Motorhome Drivers License: Who Needs One?
Question: Do I need a motorhome drivers license?
We’re looking to buy a motorhome at some point in the near future, so I’m starting to wonder about license requirements. I’d like to test drive a number of rigs before coming to a decision, but I don’t want to get to the lot and find out I don’t have the right qualifications since I just have a regular drivers license.
Is there some kind of motorhome drivers license that I need to get, or am I going to need a commercial drivers license? We’ve been specifically looking at class a motorhomes, so it would also be helpful to know if and are there any special class a license requirements that I need to keep in mind.
You’ll have to check the local or state laws in your area to be sure, but in most cases you don’t need any sort of special motorhome drivers license–either to test drive or to hit the road after you buy. There are some exceptions, but they are very unlikely to come into play if you’re looking at anything that even remotely qualifies as a small motorhome. For example, the state of California places restrictions on driving “house cars” that are over 40 feet long. So if you live in California, and you want to drive a diesel pusher that’s longer than 40 feet, you’ll need a class B license. However, you still won’t need a commercial drivers license. In California, a noncommercial class B license will allow you to drive any rig that falls in the 40-45 foot range, and a noncommercial class A license will allow you to drive even the longest diesel pushers.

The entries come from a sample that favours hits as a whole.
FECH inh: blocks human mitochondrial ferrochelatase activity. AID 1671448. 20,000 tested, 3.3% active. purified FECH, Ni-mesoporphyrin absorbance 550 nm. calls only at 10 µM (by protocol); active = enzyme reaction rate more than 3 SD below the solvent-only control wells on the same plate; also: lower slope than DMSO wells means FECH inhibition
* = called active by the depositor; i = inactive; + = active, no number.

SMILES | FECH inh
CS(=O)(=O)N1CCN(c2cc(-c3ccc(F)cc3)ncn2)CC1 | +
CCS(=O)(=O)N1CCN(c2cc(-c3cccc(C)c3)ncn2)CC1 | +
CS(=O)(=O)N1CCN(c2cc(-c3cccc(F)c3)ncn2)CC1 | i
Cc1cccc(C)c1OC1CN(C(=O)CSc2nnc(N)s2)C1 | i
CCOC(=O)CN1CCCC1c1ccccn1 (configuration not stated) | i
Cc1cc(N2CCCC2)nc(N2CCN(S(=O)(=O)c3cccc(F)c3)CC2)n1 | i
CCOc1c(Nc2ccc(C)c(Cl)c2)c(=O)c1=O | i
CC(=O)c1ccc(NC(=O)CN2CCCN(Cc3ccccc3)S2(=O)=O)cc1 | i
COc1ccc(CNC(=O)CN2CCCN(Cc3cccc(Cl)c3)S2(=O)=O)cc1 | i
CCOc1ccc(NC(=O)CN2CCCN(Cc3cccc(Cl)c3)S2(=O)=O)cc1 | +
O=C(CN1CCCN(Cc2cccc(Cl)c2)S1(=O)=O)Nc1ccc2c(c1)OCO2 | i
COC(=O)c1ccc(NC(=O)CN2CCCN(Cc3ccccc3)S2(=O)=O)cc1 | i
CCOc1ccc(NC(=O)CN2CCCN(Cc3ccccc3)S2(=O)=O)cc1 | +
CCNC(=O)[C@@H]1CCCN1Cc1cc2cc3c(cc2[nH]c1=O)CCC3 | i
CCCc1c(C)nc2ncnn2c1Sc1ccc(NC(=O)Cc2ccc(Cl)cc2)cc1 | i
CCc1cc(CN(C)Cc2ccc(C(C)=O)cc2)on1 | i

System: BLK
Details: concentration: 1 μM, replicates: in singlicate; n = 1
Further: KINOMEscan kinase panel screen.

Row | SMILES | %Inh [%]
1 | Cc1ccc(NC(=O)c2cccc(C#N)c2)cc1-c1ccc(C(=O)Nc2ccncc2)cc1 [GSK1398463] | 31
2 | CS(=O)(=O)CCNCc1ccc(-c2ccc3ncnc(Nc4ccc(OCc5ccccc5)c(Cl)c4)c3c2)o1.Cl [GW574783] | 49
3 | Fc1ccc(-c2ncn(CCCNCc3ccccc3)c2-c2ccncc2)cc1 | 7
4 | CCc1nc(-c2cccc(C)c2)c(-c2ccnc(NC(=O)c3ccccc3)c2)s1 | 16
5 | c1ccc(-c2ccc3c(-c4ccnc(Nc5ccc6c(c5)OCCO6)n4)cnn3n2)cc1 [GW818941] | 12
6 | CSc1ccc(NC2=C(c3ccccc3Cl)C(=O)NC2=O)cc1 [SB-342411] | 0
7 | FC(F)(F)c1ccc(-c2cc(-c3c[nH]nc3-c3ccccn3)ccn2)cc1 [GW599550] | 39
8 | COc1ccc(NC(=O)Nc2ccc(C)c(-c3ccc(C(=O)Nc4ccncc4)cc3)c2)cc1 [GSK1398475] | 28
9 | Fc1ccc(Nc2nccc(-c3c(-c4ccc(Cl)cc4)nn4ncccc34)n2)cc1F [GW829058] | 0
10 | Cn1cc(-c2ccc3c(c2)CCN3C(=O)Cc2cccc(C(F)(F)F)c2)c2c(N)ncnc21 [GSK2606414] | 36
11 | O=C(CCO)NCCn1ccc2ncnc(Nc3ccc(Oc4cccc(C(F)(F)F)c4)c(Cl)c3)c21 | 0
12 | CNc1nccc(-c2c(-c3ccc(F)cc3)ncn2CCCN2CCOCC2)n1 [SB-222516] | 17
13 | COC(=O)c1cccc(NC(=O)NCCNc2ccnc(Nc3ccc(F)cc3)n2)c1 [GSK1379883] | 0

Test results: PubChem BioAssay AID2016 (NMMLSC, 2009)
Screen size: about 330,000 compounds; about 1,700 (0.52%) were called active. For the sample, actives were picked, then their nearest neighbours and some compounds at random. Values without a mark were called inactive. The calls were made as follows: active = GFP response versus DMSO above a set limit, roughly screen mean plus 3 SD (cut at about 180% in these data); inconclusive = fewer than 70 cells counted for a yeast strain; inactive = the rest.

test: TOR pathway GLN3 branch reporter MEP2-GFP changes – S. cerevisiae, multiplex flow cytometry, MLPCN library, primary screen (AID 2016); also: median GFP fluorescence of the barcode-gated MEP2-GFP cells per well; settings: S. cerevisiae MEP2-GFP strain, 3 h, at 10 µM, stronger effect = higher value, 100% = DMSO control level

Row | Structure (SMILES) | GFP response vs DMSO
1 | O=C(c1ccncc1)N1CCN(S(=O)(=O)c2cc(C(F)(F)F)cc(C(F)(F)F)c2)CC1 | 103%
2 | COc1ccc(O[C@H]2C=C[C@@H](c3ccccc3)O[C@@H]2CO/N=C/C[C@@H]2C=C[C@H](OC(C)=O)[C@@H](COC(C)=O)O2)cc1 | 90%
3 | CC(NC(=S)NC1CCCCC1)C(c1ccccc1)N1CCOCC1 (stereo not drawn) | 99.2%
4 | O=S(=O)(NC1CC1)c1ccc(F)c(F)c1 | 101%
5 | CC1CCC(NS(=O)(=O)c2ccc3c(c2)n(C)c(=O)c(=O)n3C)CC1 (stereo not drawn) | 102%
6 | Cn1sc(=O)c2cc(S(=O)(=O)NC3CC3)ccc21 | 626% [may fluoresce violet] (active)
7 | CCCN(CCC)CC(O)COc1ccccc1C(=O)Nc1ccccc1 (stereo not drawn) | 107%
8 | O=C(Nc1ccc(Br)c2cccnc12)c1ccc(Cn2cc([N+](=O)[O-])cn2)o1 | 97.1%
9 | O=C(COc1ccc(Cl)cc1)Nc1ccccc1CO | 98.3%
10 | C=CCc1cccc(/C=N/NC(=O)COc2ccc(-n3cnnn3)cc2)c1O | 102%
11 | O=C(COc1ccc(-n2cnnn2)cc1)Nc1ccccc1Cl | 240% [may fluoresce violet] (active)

Drivers License Classes
Due to the fact that drivers licenses are issued on a state level, there are some differences in drivers license class definitions and requirements from one state to another. However, the definitions of commercial drivers license (CDL) classes are defined at a federal level, and each state also recognizes the licenses of every other state. That means if you are licensed according to the laws in your state of residence, you are generally going to be okay to drive your motorhome to and through other states that have somewhat different laws and licensing requirements.
According to federal regulations, there are three commercial drivers license classes: A, B, and C. This may be somewhat confusing to new motorhome owners, since these CDL classes have absolutely nothing to do with the motorhome classes that use the same letter designations. Each of these CDL classes allows the licensed individual to drive a specific class of vehicles–for hire. If you aren’t driving commercially, then you are subject to your local regulations instead of the federal CDL regulations.
The three federally-regulated CDL classes are:
|Class||Authorized to Drive|
|A||Maximum combined vehicle weight (vehicle and trailer) of 26,000+ lbs.|
|B||Vehicles weighing up to 26,000 lbs. and combined (vehicle plus trailer) up to 26,000 lbs.|
|C||Vehicles that carry either more than 15 people or hazardous materials and weighing in at less than 25,999 lbs|
Noncommercial Drivers License Classes